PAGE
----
This interview is one in a series of interviews with recipients of the 2020 ACGME Awards. The awardees join an outstanding group of previous honorees whose work and contributions to graduate medical education (GME) represent the best in the field. They will be honored at the upcoming ACGME Annual Educational Conference, taking place February 27-29 in San Diego, California.
Parker J. Palmer Courage to Teach Awardee Lisa Willett, MD, MACM, is the internal medicine residency program director and vice chair for education in the Department of Medicine at the University of Alabama at Birmingham.
ACGME: How did you become involved in medicine, and in academic medicine specifically?
Willett: I have been in academic medicine my entire career. After my internal medicine residency, I spent a year as a chief medical resident and loved the combination of teaching and patient care.
ACGME: What does receiving this award mean to you?
Willett: A great deal! The role of program director is a tough one, and the sacrifices are often unrecognized. We don’t do this job for awards or national recognition—we do it for the love of our residents and the privilege to develop our future physicians. It’s an honor to be among such a highly respected group of program directors and I am so grateful for this award.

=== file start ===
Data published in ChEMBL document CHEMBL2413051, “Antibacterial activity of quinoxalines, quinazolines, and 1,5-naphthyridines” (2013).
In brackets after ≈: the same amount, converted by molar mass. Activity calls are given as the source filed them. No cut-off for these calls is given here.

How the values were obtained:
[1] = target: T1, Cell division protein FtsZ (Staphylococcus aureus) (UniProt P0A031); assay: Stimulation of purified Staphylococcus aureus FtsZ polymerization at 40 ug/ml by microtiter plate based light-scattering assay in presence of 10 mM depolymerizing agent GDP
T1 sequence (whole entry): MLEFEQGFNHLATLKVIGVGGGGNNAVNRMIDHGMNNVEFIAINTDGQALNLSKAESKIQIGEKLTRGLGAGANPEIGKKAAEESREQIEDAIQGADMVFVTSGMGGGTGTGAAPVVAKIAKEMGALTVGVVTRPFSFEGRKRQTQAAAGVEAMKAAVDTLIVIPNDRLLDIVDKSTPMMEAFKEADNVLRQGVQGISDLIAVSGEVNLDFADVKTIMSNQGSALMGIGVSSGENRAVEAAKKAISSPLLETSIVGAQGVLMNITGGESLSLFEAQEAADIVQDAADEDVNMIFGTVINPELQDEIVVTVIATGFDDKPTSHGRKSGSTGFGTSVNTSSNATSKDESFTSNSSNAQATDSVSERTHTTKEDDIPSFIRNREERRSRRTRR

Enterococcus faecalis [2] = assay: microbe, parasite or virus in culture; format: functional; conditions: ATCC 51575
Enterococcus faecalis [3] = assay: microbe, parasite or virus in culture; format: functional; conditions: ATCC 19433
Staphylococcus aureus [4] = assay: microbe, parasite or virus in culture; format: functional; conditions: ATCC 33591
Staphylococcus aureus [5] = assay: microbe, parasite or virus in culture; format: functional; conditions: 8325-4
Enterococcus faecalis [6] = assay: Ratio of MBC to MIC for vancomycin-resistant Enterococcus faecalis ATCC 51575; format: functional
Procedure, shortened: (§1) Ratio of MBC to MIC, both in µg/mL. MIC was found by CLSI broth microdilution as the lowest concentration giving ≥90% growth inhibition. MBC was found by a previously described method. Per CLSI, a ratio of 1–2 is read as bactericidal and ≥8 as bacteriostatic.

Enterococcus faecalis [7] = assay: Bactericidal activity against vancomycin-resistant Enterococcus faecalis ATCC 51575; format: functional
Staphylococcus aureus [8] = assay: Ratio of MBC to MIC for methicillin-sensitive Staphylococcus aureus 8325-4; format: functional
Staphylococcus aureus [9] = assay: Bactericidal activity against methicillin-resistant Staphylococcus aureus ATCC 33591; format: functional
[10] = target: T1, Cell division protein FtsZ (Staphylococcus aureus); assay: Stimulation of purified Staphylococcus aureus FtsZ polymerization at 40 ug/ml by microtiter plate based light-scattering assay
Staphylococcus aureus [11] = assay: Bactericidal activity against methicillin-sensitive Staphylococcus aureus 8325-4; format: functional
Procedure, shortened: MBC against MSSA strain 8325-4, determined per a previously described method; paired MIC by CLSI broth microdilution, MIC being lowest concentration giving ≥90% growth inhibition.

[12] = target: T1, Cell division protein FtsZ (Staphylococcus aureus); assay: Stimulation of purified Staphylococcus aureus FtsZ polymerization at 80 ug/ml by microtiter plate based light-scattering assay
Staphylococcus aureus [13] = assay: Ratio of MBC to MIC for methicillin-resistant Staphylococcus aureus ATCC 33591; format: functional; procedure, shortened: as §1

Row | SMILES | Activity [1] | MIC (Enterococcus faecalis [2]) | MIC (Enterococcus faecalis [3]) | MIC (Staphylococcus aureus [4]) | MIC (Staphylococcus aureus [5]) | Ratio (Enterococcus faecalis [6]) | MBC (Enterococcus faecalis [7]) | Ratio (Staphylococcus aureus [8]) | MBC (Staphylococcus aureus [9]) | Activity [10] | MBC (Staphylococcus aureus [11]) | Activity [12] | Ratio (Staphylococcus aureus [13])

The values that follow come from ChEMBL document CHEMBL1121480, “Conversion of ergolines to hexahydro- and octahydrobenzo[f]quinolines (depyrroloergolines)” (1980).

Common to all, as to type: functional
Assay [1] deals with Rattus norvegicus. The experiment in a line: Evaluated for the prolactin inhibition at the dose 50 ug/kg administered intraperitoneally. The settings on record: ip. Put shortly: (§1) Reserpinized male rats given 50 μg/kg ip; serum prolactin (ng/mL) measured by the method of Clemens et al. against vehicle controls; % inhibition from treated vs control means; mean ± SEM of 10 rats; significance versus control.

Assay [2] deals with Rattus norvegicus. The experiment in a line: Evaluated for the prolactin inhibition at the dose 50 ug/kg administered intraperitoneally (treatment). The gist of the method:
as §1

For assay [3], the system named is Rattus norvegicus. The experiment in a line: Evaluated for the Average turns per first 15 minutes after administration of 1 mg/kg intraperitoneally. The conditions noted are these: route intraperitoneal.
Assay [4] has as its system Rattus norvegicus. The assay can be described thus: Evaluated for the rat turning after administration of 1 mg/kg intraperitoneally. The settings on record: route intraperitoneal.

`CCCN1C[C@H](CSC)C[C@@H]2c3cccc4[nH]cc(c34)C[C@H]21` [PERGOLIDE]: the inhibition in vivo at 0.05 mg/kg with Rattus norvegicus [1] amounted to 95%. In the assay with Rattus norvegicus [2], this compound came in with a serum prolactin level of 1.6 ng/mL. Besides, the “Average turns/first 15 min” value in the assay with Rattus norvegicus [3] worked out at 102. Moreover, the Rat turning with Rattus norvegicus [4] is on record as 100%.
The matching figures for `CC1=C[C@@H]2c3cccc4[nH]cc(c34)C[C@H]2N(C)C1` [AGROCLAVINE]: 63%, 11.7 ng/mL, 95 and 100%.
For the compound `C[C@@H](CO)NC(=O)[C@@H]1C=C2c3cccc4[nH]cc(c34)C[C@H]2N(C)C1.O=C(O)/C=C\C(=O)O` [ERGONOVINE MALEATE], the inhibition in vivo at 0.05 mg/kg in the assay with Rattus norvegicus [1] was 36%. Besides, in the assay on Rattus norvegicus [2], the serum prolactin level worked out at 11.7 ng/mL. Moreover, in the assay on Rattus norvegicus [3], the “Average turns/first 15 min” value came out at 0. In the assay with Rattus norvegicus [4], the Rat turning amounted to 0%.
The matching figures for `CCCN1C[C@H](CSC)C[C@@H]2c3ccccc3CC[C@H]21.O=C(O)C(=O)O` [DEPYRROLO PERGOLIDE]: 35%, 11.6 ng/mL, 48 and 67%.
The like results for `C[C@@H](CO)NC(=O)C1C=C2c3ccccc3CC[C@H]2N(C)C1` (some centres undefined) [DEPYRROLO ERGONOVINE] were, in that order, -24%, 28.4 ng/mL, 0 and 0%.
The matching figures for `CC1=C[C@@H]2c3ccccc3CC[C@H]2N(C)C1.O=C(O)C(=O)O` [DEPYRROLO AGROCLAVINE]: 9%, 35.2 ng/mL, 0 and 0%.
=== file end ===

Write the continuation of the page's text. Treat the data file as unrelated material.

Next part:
ACGME: What do you feel is the most important job the program director has?
Willett: To ensure that physicians in practice are ready for independent practice, and know their clinical skills are developed for patients to get the care they deserve. Also, making sure that medical education is valued in our medical institutions—with all the competing demands in practice, we must ensure educating the next generation of physicians remains a priority.
ACGME: What is the most rewarding part of your job?
Willett: Seeing my residents grow and develop both professionally and personally along the journey of residency.
ACGME: What is the most challenging?
Willett: When a resident struggles, I feel their pain with them. It’s heartbreaking to see a trainee suffer.
ACGME: What advice do you have to residents or fellows who may be interested in pursuing a career in academic medicine?
Willett: Do it! It’s the best job in the world! Talk to as many people as you can in different roles and at different institutions. There are endless ways to be successful in academic medicine and you can find the path that is right for you.